Author Topic: Why Do Toxic People Get Promoted?  (Read 1346 times)

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Offline daftandbarmy

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Why Do Toxic People Get Promoted?
« on: August 31, 2018, 00:35:15 »
Why Do Toxic People Get Promoted? For the Same Reason Humble People Do: Political Skill

Sometimes the wrong people get promoted. They might be deceitful and unscrupulously manipulative (what psychologists call “Machiavellian”); or impulsive and thrill-seeking without any sense of guilt (psychopathic); or egotistically preoccupied with themselves, having a sense of grandiosity, entitlement, and superiority (narcissistic). Employees with one or more of these three personality traits, known as the “dark triad,” are more likely to cheat, engage in fraudulent or exploitive workplace behavior, and make unethical decisions. It can be frustrating for honest and humble people to watch these employees get ahead. Why, given their toxicity, do they rise through the ranks? How do such people manage to succeed?

In a recent research study published in Personality and Individual Differences, I looked at the influence of political skill among employees. Political skill is defined as a positive social competence that helps people network, influence others, demonstrate social astuteness, and appear sincere in their dealings with others.

I surveyed 110 employees in Singapore in a variety of industries and positions, asking them how they viewed their political skill in the workplace. I also determined their scores on the H-factor of personality. High scores on the H-factor indicate honesty-humility. Low scores are practically identical with the common core of the dark triad. Finally, I also surveyed these employees’ bosses.

I noticed that toxic employees whose political skills were highly rated by their supervisors were more likely to have a high performance rating. In other words, while not all toxic people possess political skill, those toxic people who use political skill effectively in the eyes of their bosses are seen as better performers. And as we all know, those who are seen as top performers are more likely to be promoted.

Is there a way to prevent toxic people from moving up? Organizational psychologists who are knowledgeable in personality and behavioral assessments may help identify toxic personalities early, but if the employee possesses political skill, this task is difficult. Bosses could also check with an employee’s colleagues and subordinates before making a promotion, as toxic people may behave differently toward colleagues and subordinates than toward bosses who have decision power.
"The most important qualification of a soldier is fortitude under fatigue and privation. Courage is only second; hardship, poverty and want are the best school for a soldier." Napoleon

Offline Pusser

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Re: Why Do Toxic People Get Promoted?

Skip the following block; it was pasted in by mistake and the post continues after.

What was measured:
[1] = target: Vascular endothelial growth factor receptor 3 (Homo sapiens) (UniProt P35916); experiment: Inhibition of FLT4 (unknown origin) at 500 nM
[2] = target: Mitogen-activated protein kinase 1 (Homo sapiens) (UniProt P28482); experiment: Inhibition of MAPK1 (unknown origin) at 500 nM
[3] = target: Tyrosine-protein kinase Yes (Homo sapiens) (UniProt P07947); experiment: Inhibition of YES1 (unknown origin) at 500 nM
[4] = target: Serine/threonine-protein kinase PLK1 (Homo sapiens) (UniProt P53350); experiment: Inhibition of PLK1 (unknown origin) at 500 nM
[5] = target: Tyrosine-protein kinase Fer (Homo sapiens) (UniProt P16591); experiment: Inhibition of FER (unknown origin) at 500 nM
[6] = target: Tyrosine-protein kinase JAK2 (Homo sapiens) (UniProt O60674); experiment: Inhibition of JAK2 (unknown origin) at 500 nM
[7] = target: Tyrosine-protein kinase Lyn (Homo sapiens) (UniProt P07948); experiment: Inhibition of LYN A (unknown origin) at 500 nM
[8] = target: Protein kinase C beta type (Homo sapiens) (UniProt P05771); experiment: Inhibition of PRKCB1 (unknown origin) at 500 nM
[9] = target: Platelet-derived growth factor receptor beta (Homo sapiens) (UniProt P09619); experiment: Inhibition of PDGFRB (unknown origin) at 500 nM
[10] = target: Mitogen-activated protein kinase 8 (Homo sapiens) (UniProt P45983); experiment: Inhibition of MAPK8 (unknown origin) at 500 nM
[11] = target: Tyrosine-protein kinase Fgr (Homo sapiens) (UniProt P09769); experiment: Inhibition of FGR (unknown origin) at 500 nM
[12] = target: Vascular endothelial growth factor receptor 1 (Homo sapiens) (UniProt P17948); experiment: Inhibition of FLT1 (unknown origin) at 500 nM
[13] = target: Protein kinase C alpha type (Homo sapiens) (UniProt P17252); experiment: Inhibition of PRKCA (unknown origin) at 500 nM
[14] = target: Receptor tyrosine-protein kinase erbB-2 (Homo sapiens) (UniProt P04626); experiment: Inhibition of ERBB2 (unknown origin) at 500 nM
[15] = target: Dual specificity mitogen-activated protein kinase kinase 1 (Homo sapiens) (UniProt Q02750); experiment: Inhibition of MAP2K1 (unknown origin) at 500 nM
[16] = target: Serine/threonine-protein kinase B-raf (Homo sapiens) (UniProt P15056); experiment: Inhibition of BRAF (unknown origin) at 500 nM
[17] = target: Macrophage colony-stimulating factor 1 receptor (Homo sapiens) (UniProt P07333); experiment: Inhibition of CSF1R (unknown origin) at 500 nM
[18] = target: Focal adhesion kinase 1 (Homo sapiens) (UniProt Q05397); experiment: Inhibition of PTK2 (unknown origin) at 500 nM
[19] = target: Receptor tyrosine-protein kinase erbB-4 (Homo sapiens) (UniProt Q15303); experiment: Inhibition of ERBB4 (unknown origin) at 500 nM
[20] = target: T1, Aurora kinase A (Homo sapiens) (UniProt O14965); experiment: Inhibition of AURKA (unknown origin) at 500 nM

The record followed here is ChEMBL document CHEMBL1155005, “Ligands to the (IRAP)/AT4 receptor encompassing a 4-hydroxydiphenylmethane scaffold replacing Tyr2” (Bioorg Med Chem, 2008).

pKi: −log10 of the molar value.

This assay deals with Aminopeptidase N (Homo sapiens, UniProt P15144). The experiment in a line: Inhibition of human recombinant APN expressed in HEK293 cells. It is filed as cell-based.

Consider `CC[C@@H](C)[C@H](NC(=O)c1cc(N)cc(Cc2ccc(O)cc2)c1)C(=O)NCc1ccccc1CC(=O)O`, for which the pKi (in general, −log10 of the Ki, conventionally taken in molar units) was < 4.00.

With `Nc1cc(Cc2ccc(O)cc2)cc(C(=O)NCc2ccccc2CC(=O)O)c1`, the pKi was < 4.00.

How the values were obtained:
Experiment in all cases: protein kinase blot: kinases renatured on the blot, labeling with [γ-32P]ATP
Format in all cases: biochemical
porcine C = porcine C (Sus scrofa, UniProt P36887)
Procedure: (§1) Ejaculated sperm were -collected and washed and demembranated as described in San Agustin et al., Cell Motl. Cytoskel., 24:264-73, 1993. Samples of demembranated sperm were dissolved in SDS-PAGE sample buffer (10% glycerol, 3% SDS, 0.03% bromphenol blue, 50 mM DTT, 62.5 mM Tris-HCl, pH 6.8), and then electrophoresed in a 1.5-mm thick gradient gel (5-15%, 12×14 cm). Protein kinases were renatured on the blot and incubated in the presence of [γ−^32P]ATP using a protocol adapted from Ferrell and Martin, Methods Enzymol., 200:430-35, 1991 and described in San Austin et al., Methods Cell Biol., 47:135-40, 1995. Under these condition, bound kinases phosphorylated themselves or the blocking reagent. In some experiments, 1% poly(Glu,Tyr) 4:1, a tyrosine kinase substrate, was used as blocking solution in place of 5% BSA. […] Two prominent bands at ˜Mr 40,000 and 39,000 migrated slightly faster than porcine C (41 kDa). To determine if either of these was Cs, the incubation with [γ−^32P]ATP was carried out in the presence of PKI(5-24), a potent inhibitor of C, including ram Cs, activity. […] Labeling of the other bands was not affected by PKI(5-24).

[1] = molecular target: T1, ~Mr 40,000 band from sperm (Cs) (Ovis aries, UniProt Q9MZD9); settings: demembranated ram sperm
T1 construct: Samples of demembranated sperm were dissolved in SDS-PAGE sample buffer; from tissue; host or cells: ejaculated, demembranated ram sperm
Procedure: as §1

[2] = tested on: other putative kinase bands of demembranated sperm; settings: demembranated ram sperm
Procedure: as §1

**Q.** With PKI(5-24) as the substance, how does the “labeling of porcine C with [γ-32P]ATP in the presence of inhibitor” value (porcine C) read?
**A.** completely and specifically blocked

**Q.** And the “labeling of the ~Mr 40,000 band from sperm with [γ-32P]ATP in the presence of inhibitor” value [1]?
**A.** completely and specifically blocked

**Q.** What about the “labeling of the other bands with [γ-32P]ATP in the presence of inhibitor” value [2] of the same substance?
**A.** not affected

« Reply #1 on: August 31, 2018, 10:22:21 »
Toxic people get promoted because they get things done regardless of the pain and suffering they leave in their wake.  What the superiors can see in a toxic leader's unit is the high competition scores, the perfect records and other indications of high performance.  What the superiors don't see are the broken marriages, the burn-outs and the general feeling of resentment the troops may have for their "leader."  Furthermore, this kind of environment often strives to make things look good or show promise when the unit is under observation.  The fact that it's all smoke and mirrors and that the steps taken to get to the "look good" stage are unsustainable is quickly forgotten and/or overlooked by the observers.  I've often thought that PERs (especially for folks in key positions) should be written six months AFTER someone has left a position, so that the true results of his/her tenure can be assessed.  I once took over a job and initiated three summary investigations within the first month over the crap that I found, yet my predecessor got off scot free (and went on to make similar mistakes in his next unit) and I was left holding the bag ("your predecessor didn't seem to have all the problems you do...")

How many times have COs forced their units to waste time polishing equipment that doesn't need to be polished or isn't even supposed to be polished (i.e. to the point where excessive polishing actually damages the equipment) or even replaced perfectly good equipment (at great expense both in materiel cost and staff effort) just because some general or admiral was coming by?  I remember one Admiral's Inspection where the CO ordered all the perfectly functional fire hoses replaced with shiny new ones, somehow in the belief (I guess) that the Admiral had forgotten what a functioning fire hose in a ship of war looked like.  I think it would have been so cool if the Admiral had looked at them and then admonished the CO for wasting the taxpayer's money in an obvious attempt to suck up.  Unfortunately, toxic people tend to  promote their own and the cycle continues...
Sure, apes read Nietzsche.  They just don't understand it.